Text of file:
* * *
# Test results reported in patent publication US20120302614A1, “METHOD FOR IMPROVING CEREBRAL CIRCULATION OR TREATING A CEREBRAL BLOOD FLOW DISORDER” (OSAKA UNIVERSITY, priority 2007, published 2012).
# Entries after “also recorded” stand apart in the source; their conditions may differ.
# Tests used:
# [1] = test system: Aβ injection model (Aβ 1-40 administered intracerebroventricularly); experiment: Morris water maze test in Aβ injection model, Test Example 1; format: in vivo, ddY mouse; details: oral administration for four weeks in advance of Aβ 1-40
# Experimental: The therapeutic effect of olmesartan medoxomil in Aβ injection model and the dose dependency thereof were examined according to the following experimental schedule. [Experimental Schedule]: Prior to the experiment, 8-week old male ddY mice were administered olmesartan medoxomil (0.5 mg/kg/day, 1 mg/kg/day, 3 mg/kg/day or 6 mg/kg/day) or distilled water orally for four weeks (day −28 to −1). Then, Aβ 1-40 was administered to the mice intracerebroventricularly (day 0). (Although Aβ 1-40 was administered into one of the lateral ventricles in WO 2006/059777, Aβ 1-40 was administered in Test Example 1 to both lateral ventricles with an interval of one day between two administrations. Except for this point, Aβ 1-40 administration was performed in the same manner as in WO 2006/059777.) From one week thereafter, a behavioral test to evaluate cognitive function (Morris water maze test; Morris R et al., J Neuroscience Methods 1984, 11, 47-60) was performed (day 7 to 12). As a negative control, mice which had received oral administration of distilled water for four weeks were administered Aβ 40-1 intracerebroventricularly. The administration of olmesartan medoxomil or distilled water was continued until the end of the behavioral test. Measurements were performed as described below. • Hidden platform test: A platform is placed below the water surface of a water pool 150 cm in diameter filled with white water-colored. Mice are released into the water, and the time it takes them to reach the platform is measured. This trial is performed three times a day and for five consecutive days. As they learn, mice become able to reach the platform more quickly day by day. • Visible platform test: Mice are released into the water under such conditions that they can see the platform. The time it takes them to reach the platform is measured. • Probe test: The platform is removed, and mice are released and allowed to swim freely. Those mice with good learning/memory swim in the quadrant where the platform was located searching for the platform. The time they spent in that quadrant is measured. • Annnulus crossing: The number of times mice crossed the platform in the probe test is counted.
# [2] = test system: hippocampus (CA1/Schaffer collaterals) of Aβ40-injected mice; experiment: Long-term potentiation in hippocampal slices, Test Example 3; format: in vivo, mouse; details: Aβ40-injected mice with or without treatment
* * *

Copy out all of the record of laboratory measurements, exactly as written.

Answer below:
# Test results reported in patent publication US20120302614A1, “METHOD FOR IMPROVING CEREBRAL CIRCULATION OR TREATING A CEREBRAL BLOOD FLOW DISORDER” (OSAKA UNIVERSITY, priority 2007, published 2012).
# Entries after “also recorded” stand apart in the source; their conditions may differ.
# Tests used:
# [1] = test system: Aβ injection model (Aβ 1-40 administered intracerebroventricularly); experiment: Morris water maze test in Aβ injection model, Test Example 1; format: in vivo, ddY mouse; details: oral administration for four weeks in advance of Aβ 1-40
# Experimental: The therapeutic effect of olmesartan medoxomil in Aβ injection model and the dose dependency thereof were examined according to the following experimental schedule. [Experimental Schedule]: Prior to the experiment, 8-week old male ddY mice were administered olmesartan medoxomil (0.5 mg/kg/day, 1 mg/kg/day, 3 mg/kg/day or 6 mg/kg/day) or distilled water orally for four weeks (day −28 to −1). Then, Aβ 1-40 was administered to the mice intracerebroventricularly (day 0). (Although Aβ 1-40 was administered into one of the lateral ventricles in WO 2006/059777, Aβ 1-40 was administered in Test Example 1 to both lateral ventricles with an interval of one day between two administrations. Except for this point, Aβ 1-40 administration was performed in the same manner as in WO 2006/059777.) From one week thereafter, a behavioral test to evaluate cognitive function (Morris water maze test; Morris R et al., J Neuroscience Methods 1984, 11, 47-60) was performed (day 7 to 12). As a negative control, mice which had received oral administration of distilled water for four weeks were administered Aβ 40-1 intracerebroventricularly. The administration of olmesartan medoxomil or distilled water was continued until the end of the behavioral test. Measurements were performed as described below. • Hidden platform test: A platform is placed below the water surface of a water pool 150 cm in diameter filled with white water-colored. Mice are released into the water, and the time it takes them to reach the platform is measured. This trial is performed three times a day and for five consecutive days. As they learn, mice become able to reach the platform more quickly day by day. • Visible platform test: Mice are released into the water under such conditions that they can see the platform. The time it takes them to reach the platform is measured. • Probe test: The platform is removed, and mice are released and allowed to swim freely. Those mice with good learning/memory swim in the quadrant where the platform was located searching for the platform. The time they spent in that quadrant is measured. • Annnulus crossing: The number of times mice crossed the platform in the probe test is counted.
# [2] = test system: hippocampus (CA1/Schaffer collaterals) of Aβ40-injected mice; experiment: Long-term potentiation in hippocampal slices, Test Example 3; format: in vivo, mouse; details: Aβ40-injected mice with or without treatment